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Nobel-prize winner Moerner speaks at Emory on Tuesday

Nobel Laureate W. E. Moerner will discuss his groundbreaking work to view the inner workings of cells in high resolution – during a Hightower Lecture Tuesday in the Candler School of Theology’s Rita Rollins building.

Moerner, the Harry S. Mosher professor of chemistry and professor of applied physics by courtesy at Stanford University, received the Nobel Prize in Chemistry in 2014 for developing optical techniques to detect nanoscale molecular structures and processes.

His lecture, “The Story of Single Molecules,” will trace the development from early work in spectroscopy to Nobel prize-winning super-resolution microscopy techniques.

The resolution of conventional-light microscopy is limited to several hundred nanometers by the diffraction of light. Techniques for selectively illuminating and imaging single fluorescent molecules improve the resolution to a few tens of nanometers.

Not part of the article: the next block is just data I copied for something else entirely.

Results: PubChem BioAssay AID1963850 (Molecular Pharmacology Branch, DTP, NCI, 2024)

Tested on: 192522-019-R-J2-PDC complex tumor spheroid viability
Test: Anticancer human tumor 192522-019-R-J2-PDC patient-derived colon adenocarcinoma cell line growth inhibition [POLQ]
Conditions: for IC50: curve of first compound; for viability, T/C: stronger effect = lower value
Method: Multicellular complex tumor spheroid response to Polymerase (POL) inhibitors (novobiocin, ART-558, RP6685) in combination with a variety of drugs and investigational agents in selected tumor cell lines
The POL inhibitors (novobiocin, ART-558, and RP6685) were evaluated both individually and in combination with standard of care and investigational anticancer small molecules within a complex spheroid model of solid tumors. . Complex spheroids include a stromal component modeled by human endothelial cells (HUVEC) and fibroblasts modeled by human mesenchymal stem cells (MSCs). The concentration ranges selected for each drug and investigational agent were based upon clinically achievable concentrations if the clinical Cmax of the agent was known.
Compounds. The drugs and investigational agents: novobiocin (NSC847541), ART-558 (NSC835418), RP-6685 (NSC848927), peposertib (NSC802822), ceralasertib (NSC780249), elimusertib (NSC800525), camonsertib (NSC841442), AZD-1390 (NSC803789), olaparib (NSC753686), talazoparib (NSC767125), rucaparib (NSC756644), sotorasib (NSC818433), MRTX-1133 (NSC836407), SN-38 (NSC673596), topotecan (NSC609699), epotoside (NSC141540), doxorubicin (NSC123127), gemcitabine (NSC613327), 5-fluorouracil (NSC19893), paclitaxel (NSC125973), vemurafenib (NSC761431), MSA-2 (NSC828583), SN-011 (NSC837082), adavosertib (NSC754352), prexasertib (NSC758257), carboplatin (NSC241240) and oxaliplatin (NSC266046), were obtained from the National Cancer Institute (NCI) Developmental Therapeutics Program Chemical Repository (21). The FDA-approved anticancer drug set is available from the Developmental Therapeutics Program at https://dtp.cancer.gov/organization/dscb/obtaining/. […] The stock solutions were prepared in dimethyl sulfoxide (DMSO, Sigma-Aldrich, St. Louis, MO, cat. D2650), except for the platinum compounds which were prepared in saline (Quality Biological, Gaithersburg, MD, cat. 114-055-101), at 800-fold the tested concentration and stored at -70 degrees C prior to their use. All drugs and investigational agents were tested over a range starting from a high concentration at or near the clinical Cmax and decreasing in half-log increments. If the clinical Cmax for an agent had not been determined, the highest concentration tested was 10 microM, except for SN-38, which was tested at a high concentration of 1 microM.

This, in combination with point spread function engineering, allows the three-dimensional position and orientation of single molecules to be followed in optical microscopes. These are key technologies with which to understand molecular structure in living systems such as protein superstructures in bacteria and amyloid fibril assembly, and are transforming biomedical research.

“Microscopy transformed science by allowing us to see organisms and structure on the microscale. Moerner’s talk will be a rare opportunity for the Emory community to learn how he and his colleagues have retransformed this technology extending our ability to resolve fine structure to the nanoscale and enabling unprecedented insight into cell biology,” says Emory physics professor Laura Finzi.

For more information about Moerner and his work, visit his Stanford page

Moerner’s lecture begins at 3 p.m. April 12 in room 252 of the Rita Anne Rollins building, part of the Candler School of Theology. The event, sponsored by the Emory College Department of Physics, is free and open to the public

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